What Could Cause Warts On Face? 9 Possible Triggers (List)

Warts are small, benign growths that can occur on the skin. They are usually harmless and do not cause any pain or discomfort. However, they can be unsightly, and some people may feel self-conscious about them. Besides the face, warts can occur on any part of the body, such as the hands and feet.

Several types of warts can occur on the face. The most common type of wart is Verruca vulgaris or common wart. Common warts tend to have a rough surface and can be either light or dark in color. They are usually small, but they can grow larger and multiply in number over time. Flat warts are smaller than common warts and have flatter surfaces. They are usually light in color and can occur in large numbers on the forehead or cheeks.

Filiform warts are long and thin with pointed ends. They often occur around the eyelids or lips. Filiform warts are usually skin-colored and may be difficult to see against normal skin tone. While warts are generally harmless, they can sometimes become irritated or infected. For individuals who experience pain or discomfort along with their face warts, it is best to see a dermatologist for treatment options.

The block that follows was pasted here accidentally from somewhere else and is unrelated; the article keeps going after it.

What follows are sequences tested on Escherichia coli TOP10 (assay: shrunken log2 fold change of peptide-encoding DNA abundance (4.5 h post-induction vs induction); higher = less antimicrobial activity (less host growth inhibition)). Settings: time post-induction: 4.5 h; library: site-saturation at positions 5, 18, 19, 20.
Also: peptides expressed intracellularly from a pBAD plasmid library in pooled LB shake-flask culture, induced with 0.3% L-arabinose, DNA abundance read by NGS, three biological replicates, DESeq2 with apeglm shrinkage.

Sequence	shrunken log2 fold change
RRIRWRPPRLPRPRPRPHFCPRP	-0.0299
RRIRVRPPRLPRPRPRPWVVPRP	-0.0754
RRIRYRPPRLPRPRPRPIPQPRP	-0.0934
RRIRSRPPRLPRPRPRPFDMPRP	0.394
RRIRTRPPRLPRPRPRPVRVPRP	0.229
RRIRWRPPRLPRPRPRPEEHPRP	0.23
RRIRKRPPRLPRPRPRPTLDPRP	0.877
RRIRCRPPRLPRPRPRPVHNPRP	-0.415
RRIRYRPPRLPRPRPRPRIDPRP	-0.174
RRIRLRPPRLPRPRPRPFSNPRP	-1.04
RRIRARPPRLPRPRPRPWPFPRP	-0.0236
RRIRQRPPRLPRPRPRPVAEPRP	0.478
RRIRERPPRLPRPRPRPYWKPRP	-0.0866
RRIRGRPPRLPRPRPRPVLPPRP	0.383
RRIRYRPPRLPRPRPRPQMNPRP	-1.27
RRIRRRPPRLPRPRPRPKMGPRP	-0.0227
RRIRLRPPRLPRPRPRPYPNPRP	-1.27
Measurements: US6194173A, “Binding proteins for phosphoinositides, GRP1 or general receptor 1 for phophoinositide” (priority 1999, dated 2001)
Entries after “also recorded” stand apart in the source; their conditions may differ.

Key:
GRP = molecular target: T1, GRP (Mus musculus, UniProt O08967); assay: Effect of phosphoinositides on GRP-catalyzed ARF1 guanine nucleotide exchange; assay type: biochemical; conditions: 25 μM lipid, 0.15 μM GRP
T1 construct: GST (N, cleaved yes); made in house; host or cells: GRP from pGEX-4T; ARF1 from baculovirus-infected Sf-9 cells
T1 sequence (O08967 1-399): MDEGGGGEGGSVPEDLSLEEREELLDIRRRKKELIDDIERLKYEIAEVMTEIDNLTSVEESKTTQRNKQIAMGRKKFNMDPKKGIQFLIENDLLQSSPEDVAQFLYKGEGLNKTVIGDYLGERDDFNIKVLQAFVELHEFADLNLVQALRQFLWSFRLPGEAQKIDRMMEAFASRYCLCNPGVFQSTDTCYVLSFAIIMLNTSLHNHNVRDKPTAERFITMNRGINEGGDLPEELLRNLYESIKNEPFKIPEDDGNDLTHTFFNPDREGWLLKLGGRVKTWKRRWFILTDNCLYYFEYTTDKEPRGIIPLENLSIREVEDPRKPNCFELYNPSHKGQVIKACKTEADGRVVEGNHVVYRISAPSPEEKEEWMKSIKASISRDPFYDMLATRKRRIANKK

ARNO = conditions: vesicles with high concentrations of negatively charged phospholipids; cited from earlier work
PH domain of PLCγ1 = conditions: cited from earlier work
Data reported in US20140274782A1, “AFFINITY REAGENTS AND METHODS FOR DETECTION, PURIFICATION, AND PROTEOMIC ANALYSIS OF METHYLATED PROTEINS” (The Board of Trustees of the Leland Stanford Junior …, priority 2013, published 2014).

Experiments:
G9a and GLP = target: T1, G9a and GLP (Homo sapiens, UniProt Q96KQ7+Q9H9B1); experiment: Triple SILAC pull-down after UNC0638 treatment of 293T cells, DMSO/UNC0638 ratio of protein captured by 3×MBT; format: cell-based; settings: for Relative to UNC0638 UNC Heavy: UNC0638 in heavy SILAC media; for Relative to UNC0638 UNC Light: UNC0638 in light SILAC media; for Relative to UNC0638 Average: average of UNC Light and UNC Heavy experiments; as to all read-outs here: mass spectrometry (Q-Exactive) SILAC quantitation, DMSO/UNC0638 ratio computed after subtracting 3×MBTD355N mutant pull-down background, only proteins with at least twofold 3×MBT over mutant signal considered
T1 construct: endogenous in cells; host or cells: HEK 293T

Human Papilloma Virus

We’ve all seen someone with a wart on their face before and while they may not be the most aesthetically pleasing, we generally don’t think much of them. However, what many people don’t realize is that warts, especially those on the face, can be caused by a virus. In particular, the human papillomavirus (HPV) is responsible for a large majority of facial warts.

While HPV can cause warts anywhere on the body, those on the face are particularly problematic because they are very visible and difficult to hide. Additionally, because the face is so exposed, there is a higher risk of HPV being transmitted to others.

There is no cure for HPV, but face warts caused by the virus can be treated. Treatment options include cryotherapy, laser therapy, topical medications, and surgery. Doctors typically recommend a course of treatment based on the size, location, and the number of warts. In some cases, face warts caused by the human papillomavirus will go away without treatment.